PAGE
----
The Ascent of man

On 01/25/2011, in History, by wouter

This a thirteen-part documentary television series produced by the BBC and Time-Life Films which was first transmitted in 1973. It was written and presented by Jacob Bronowski. Intended as a series of “personal view” documentaries in the manner of Kenneth Clark’s 1969 series Civilisation, Ascent received acclaim for Bronowski’s highly informed but eloquently simple analysis, his long unscripted monologues and its extensive location shoots.

Series outline

1. Lower than the Angels — Evolution of man from proto-ape to 400,000 years ag

2. Harvest of the Seasons — Early human migration, agriculture and the first settlements, war.

3. The Grain in the Stone — Tools, development of architecture and sculpture.

4. The Hidden Structure — Fire, metals and alchemy.

5. Music of the Spheres — The language of numbers.

6. The Starry Messenger — Galileo’s universe.

7. The Majestic Clockwork — Explores Newton and Einstein’s laws.

8. The Drive for Power — The Industrial Revolution.

9. The Ladder of Creation — Darwin and Wallace’s ideas on the origin of species.

10.World within World — The story of the periodic table.

11.Knowledge or Certainty — Physics and the clash of absolute knowledge, the oppressive state, and its misgivings realizing the result of its terrible outcome.

12.Generation upon Generation — Life, genetics, and the cloning of identical forms.

13. The Long Childhood — Bronowski’s treatise on the commitment of man.

Overview

The 13-part series was shot on 16mm film. Executive Producer was Adrian Malone, film directors were Dick Gilling, Mick Jackson and David Kennard. Quotations were read by actors Roy Dotrice and Joss Ackland. Series music was by Dudley Simpson with Brian Hodgson and the BBC Radiophonic Workshop. Additional music was by, amongst others, Pink Floyd. Apart from Bronwoski, the only other named person appearing is the sculptor, Henry Moore.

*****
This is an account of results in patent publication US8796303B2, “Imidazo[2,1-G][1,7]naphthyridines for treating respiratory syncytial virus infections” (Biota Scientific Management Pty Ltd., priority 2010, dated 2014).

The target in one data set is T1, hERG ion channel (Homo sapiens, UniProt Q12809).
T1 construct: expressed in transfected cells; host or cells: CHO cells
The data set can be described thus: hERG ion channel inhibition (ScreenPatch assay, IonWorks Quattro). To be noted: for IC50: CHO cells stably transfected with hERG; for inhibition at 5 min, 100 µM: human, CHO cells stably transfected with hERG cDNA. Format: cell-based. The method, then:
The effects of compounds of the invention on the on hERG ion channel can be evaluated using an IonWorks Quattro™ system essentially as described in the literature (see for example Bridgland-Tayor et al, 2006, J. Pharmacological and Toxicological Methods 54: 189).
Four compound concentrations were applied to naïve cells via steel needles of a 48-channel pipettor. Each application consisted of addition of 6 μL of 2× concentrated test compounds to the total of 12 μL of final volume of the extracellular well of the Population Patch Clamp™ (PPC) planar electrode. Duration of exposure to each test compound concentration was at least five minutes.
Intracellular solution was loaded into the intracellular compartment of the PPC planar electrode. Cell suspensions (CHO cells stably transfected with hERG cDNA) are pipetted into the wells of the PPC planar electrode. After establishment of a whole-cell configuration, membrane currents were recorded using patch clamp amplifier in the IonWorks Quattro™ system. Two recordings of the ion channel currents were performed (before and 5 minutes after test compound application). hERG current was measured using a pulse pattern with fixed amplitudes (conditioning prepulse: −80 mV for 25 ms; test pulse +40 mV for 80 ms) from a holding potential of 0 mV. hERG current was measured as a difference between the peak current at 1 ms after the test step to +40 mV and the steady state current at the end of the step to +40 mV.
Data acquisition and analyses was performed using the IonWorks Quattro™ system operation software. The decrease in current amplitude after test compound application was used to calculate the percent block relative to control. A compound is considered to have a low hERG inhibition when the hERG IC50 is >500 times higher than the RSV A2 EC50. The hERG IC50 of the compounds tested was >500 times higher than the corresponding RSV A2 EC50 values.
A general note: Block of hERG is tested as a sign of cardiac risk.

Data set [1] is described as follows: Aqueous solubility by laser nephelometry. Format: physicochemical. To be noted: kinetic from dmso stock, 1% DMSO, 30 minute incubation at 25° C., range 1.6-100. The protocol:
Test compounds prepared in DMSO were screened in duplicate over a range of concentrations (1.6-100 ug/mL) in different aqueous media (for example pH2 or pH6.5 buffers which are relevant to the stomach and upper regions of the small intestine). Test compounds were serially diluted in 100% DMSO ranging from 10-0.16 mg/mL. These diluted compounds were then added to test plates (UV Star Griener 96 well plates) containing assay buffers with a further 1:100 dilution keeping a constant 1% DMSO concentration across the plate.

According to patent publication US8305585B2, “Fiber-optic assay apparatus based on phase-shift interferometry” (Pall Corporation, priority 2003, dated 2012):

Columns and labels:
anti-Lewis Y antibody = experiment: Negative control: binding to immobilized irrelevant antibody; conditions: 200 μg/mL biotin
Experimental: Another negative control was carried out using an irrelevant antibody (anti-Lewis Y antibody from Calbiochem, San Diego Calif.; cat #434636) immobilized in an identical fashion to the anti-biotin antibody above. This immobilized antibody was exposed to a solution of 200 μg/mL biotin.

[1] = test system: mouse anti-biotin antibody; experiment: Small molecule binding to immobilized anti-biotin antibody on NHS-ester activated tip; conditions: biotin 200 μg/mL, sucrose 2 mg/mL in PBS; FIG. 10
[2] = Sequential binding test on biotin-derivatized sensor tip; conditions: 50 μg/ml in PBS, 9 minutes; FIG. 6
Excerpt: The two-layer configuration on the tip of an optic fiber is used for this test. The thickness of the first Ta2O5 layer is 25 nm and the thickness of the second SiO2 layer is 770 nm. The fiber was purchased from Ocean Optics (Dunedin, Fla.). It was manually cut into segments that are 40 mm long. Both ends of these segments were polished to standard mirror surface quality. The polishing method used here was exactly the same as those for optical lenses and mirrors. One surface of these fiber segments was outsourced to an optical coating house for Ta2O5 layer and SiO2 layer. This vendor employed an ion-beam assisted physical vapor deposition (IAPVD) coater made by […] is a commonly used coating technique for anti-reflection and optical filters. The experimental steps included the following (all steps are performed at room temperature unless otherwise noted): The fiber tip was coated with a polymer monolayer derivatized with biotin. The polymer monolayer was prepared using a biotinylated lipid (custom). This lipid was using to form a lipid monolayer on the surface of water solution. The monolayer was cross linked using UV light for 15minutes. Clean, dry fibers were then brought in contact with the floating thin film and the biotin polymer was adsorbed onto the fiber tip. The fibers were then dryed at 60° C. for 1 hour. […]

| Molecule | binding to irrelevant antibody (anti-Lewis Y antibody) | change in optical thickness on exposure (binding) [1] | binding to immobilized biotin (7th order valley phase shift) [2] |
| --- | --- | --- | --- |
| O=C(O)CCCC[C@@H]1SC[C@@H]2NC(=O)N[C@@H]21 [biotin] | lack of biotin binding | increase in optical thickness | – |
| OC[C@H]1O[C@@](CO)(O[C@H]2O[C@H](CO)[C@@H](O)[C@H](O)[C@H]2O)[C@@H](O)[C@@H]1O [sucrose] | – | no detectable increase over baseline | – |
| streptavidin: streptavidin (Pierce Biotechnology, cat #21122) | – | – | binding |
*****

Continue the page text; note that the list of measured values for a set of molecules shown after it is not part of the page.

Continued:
Malone, Kennard, and David Paterson later emigrated to Hollywood, where they produced Carl Sagan‘s Cosmos. Jackson followed them, and now directs feature films.

The title alludes to The Descent of Man, the second book on evolution by Charles Darwin. Over the series’ thirteen episodes, Bronowski travelled around the world in order to trace the development of human society through its understanding of science. It was commissioned specifically to complement Kenneth Clark‘s Civilisation (1969), in which Clark argued that art was a major driving force in cultural evolution. Bronowski wrote in his 1951 book The Commonsense of Science: “It has been one of the most destructive modern prejudices that art and science are different and somehow incompatible interests”. Both series were commissioned by David Attenborough, then controller of BBC2, whose colleague Aubrey Singer had been astonished by Attenborough prioritising an arts series given his science background.[1]

The book of the series, The Ascent of Man: A Personal View by J. Bronowski, is an almost word-for-word transcript from the television episodes, diverging from Bronowski’s original narration only where the lack of images might make its meaning unclear. A few details of the film version were omitted from the book: notably, Part 11, “Knowledge or Certainty,” begins by showing the face of Stefan Borgrajewicz as an elderly man who had known suffering; at the end, after Bronowski shows us the ruins of Hiroshima and the ash-strewn pond of Auschwitz, we see a photograph of a younger man, with the name “BOR-GRAJEWICZ, Stefan” and the number 125558, which may be his official record in the archives of Auschwitz.

Just over a year after the series appeared, Bronowski, aged 66, died of a heart attack. 

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